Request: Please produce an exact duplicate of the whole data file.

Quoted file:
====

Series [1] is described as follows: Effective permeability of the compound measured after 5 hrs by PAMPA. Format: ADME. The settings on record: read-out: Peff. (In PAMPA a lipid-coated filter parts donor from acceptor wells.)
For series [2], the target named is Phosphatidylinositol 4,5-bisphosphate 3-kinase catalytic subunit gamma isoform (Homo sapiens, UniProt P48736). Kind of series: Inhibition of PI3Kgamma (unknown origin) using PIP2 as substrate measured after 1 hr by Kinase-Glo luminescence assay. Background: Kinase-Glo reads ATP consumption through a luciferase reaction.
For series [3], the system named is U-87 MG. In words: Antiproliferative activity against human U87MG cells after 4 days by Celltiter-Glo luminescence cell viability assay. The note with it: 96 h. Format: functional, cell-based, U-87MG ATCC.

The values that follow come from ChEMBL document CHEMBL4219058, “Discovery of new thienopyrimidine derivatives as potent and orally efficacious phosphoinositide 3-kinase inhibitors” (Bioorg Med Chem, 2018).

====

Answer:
Series [1] is described as follows: Effective permeability of the compound measured after 5 hrs by PAMPA. Format: ADME. The settings on record: read-out: Peff. (In PAMPA a lipid-coated filter parts donor from acceptor wells.)
For series [2], the target named is Phosphatidylinositol 4,5-bisphosphate 3-kinase catalytic subunit gamma isoform (Homo sapiens, UniProt P48736). Kind of series: Inhibition of PI3Kgamma (unknown origin) using PIP2 as substrate measured after 1 hr by Kinase-Glo luminescence assay. Background: Kinase-Glo reads ATP consumption through a luciferase reaction.
For series [3], the system named is U-87 MG. In words: Antiproliferative activity against human U87MG cells after 4 days by Celltiter-Glo luminescence cell viability assay. The note with it: 96 h. Format: functional, cell-based, U-87MG ATCC.

The values that follow come from ChEMBL document CHEMBL4219058, “Discovery of new thienopyrimidine derivatives as potent and orally efficacious phosphoinositide 3-kinase inhibitors” (Bioorg Med Chem, 2018).